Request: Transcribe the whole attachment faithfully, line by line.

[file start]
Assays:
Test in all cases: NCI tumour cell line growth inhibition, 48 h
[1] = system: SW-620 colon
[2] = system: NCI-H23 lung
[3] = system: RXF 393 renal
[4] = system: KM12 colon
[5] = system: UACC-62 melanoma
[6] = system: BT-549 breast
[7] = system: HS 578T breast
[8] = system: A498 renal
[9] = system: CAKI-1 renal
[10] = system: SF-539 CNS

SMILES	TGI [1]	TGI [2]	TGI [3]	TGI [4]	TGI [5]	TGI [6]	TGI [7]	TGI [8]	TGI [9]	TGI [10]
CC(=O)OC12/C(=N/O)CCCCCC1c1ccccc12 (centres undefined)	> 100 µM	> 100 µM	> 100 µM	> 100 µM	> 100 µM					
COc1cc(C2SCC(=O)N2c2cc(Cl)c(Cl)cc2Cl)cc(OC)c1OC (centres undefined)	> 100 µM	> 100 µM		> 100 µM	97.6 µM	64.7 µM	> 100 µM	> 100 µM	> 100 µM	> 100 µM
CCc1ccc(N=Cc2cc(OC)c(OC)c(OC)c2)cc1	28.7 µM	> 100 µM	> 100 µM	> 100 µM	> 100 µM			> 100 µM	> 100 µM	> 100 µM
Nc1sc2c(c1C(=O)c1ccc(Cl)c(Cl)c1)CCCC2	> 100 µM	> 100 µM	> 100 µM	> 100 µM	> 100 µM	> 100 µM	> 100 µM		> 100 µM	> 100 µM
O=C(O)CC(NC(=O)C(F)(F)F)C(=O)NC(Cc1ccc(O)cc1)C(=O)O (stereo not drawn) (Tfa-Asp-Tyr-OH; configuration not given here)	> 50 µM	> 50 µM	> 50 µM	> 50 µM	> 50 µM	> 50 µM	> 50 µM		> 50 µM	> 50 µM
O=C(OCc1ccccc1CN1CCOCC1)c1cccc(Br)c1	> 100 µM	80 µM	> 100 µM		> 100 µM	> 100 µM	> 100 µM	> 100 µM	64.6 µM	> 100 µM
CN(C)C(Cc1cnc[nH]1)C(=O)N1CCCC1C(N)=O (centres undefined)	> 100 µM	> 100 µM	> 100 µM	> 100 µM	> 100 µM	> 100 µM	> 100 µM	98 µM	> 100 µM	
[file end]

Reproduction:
Assays:
Test in all cases: NCI tumour cell line growth inhibition, 48 h
[1] = system: SW-620 colon
[2] = system: NCI-H23 lung
[3] = system: RXF 393 renal
[4] = system: KM12 colon
[5] = system: UACC-62 melanoma
[6] = system: BT-549 breast
[7] = system: HS 578T breast
[8] = system: A498 renal
[9] = system: CAKI-1 renal
[10] = system: SF-539 CNS

SMILES	TGI [1]	TGI [2]	TGI [3]	TGI [4]	TGI [5]	TGI [6]	TGI [7]	TGI [8]	TGI [9]	TGI [10]
CC(=O)OC12/C(=N/O)CCCCCC1c1ccccc12 (centres undefined)	> 100 µM	> 100 µM	> 100 µM	> 100 µM	> 100 µM					
COc1cc(C2SCC(=O)N2c2cc(Cl)c(Cl)cc2Cl)cc(OC)c1OC (centres undefined)	> 100 µM	> 100 µM		> 100 µM	97.6 µM	64.7 µM	> 100 µM	> 100 µM	> 100 µM	> 100 µM
CCc1ccc(N=Cc2cc(OC)c(OC)c(OC)c2)cc1	28.7 µM	> 100 µM	> 100 µM	> 100 µM	> 100 µM			> 100 µM	> 100 µM	> 100 µM
Nc1sc2c(c1C(=O)c1ccc(Cl)c(Cl)c1)CCCC2	> 100 µM	> 100 µM	> 100 µM	> 100 µM	> 100 µM	> 100 µM	> 100 µM		> 100 µM	> 100 µM
O=C(O)CC(NC(=O)C(F)(F)F)C(=O)NC(Cc1ccc(O)cc1)C(=O)O (stereo not drawn) (Tfa-Asp-Tyr-OH; configuration not given here)	> 50 µM	> 50 µM	> 50 µM	> 50 µM	> 50 µM	> 50 µM	> 50 µM		> 50 µM	> 50 µM
O=C(OCc1ccccc1CN1CCOCC1)c1cccc(Br)c1	> 100 µM	80 µM	> 100 µM		> 100 µM	> 100 µM	> 100 µM	> 100 µM	64.6 µM	> 100 µM
CN(C)C(Cc1cnc[nH]1)C(=O)N1CCCC1C(N)=O (centres undefined)	> 100 µM	> 100 µM	> 100 µM	> 100 µM	> 100 µM	> 100 µM	> 100 µM	98 µM	> 100 µM	